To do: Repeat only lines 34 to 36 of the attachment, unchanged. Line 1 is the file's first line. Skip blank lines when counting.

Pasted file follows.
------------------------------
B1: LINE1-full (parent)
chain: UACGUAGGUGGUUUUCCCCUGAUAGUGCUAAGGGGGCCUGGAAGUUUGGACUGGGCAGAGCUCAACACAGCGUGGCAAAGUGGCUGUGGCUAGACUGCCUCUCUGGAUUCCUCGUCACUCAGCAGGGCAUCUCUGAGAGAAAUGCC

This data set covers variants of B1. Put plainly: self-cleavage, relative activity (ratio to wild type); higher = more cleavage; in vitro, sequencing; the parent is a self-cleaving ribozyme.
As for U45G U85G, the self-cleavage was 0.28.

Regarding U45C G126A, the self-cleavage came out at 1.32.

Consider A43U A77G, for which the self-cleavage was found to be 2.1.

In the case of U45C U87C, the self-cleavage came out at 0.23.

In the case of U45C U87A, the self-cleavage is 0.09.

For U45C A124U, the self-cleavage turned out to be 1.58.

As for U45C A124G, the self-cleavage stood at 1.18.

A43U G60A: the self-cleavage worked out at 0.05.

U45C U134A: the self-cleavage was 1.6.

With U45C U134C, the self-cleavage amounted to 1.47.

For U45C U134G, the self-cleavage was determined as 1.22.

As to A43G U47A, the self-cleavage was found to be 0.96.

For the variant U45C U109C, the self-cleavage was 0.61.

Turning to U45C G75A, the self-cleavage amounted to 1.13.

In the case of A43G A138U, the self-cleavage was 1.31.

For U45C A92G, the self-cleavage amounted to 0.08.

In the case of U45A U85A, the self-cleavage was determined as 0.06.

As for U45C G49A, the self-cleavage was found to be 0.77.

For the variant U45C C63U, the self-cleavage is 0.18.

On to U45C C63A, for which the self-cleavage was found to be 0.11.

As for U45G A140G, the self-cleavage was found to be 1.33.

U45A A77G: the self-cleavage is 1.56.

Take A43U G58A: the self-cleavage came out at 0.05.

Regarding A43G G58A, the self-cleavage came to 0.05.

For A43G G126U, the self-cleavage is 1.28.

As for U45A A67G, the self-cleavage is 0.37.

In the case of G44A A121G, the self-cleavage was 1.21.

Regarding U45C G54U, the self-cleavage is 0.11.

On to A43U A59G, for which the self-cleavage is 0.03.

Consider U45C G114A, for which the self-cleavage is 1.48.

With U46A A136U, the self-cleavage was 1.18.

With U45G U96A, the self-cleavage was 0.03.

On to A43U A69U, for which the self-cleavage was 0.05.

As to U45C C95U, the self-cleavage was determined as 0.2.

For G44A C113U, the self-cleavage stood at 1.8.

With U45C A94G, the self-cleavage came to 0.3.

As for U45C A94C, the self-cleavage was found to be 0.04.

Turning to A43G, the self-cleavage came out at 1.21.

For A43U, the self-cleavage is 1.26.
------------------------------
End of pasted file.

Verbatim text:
With U46A A136U, the self-cleavage was 1.18.

With U45G U96A, the self-cleavage was 0.03.

On to A43U A69U, for which the self-cleavage was 0.05.